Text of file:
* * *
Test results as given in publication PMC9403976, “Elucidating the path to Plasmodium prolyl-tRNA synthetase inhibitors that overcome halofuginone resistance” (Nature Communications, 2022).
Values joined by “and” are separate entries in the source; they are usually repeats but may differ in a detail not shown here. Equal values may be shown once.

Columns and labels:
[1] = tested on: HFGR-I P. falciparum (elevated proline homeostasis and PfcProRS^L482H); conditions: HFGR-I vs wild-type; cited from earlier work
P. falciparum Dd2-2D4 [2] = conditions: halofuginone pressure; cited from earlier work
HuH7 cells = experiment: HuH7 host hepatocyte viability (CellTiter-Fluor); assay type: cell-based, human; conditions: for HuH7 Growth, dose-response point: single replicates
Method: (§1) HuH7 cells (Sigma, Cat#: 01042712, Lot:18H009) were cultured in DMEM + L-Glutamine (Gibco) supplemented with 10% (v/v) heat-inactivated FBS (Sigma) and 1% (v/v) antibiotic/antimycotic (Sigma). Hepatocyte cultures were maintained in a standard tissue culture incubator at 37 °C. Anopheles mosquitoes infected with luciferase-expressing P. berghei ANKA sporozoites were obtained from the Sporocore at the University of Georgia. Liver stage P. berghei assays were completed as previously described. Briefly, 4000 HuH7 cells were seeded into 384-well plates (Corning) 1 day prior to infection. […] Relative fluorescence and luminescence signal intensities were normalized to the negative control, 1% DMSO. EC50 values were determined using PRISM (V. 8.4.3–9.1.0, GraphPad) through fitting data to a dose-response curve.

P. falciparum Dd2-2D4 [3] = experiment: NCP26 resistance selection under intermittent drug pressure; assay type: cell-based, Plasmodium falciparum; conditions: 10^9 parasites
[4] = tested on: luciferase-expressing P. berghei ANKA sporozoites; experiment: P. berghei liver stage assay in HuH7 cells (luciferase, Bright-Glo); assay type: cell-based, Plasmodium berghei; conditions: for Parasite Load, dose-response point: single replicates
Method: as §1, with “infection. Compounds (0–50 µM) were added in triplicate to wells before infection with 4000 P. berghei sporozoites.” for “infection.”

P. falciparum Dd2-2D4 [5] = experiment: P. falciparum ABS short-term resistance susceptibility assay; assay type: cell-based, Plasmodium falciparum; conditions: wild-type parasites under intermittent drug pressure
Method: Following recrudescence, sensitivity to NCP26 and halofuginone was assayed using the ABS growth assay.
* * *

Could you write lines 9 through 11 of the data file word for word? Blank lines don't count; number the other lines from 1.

[4] = tested on: luciferase-expressing P. berghei ANKA sporozoites; experiment: P. berghei liver stage assay in HuH7 cells (luciferase, Bright-Glo); assay type: cell-based, Plasmodium berghei; conditions: for Parasite Load, dose-response point: single replicates
Method: as §1, with “infection. Compounds (0–50 µM) were added in triplicate to wells before infection with 4000 P. berghei sporozoites.” for “infection.”

P. falciparum Dd2-2D4 [5] = experiment: P. falciparum ABS short-term resistance susceptibility assay; assay type: cell-based, Plasmodium falciparum; conditions: wild-type parasites under intermittent drug pressure